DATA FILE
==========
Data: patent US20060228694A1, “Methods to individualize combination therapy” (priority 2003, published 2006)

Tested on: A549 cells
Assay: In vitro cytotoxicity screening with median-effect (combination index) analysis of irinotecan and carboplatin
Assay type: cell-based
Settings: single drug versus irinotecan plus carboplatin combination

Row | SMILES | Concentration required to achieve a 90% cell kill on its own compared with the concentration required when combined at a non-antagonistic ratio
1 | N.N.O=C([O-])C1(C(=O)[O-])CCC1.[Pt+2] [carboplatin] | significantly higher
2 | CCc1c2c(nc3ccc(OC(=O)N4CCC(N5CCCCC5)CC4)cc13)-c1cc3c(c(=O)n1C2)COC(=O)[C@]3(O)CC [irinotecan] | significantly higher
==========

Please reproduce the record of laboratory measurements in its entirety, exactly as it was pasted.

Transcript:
Data: patent US20060228694A1, “Methods to individualize combination therapy” (priority 2003, published 2006)

Tested on: A549 cells
Assay: In vitro cytotoxicity screening with median-effect (combination index) analysis of irinotecan and carboplatin
Assay type: cell-based
Settings: single drug versus irinotecan plus carboplatin combination

Row | SMILES | Concentration required to achieve a 90% cell kill on its own compared with the concentration required when combined at a non-antagonistic ratio
1 | N.N.O=C([O-])C1(C(=O)[O-])CCC1.[Pt+2] [carboplatin] | significantly higher
2 | CCc1c2c(nc3ccc(OC(=O)N4CCC(N5CCCCC5)CC4)cc13)-c1cc3c(c(=O)n1C2)COC(=O)[C@]3(O)CC [irinotecan] | significantly higher